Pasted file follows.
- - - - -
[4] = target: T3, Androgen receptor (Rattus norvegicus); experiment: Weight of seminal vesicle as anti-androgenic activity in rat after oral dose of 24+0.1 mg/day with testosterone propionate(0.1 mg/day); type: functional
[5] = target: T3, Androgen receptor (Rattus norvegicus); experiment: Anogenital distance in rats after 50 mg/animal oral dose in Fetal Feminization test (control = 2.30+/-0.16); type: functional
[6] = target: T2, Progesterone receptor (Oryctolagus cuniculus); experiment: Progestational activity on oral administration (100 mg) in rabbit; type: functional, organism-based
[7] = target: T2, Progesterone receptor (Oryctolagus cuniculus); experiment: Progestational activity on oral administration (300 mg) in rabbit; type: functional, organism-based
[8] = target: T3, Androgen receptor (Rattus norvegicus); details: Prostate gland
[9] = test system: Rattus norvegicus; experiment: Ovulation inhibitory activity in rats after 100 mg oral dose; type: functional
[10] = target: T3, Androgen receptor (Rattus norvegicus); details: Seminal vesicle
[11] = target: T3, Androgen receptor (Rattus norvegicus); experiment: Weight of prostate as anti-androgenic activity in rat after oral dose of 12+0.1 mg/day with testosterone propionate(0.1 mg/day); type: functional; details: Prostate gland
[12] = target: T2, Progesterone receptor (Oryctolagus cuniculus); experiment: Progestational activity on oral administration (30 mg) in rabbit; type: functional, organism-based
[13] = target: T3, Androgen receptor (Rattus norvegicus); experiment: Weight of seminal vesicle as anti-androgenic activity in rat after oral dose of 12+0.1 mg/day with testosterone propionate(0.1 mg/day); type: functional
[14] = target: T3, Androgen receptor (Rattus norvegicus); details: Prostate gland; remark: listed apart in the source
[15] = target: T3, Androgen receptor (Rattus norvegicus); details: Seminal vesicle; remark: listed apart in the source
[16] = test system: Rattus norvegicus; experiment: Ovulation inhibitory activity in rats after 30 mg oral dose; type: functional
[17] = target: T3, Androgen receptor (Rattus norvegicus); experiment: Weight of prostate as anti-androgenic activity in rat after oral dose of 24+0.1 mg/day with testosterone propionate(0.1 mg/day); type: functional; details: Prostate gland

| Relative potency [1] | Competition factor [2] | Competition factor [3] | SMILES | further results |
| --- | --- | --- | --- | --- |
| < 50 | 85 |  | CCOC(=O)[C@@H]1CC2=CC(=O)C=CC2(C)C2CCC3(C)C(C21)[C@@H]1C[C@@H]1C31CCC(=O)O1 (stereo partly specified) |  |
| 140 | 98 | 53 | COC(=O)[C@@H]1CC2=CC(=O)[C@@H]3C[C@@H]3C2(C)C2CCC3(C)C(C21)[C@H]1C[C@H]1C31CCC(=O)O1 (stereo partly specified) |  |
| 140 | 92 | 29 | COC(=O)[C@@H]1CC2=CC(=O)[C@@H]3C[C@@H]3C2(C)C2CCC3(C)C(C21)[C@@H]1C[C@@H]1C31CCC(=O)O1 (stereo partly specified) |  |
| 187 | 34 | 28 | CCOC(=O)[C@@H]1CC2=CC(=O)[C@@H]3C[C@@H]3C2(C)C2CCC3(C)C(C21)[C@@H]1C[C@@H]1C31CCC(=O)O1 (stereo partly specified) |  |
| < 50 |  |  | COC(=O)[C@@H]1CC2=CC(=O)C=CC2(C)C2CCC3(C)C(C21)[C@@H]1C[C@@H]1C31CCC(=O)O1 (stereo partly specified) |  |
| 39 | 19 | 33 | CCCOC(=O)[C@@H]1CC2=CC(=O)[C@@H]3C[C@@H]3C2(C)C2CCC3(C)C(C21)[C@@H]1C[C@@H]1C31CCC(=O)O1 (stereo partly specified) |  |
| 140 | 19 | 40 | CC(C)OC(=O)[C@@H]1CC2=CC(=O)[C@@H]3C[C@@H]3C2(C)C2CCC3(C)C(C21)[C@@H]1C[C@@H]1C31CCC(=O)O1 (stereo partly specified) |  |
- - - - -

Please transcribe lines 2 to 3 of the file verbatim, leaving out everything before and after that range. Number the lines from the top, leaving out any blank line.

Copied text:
[5] = target: T3, Androgen receptor (Rattus norvegicus); experiment: Anogenital distance in rats after 50 mg/animal oral dose in Fetal Feminization test (control = 2.30+/-0.16); type: functional
[6] = target: T2, Progesterone receptor (Oryctolagus cuniculus); experiment: Progestational activity on oral administration (100 mg) in rabbit; type: functional, organism-based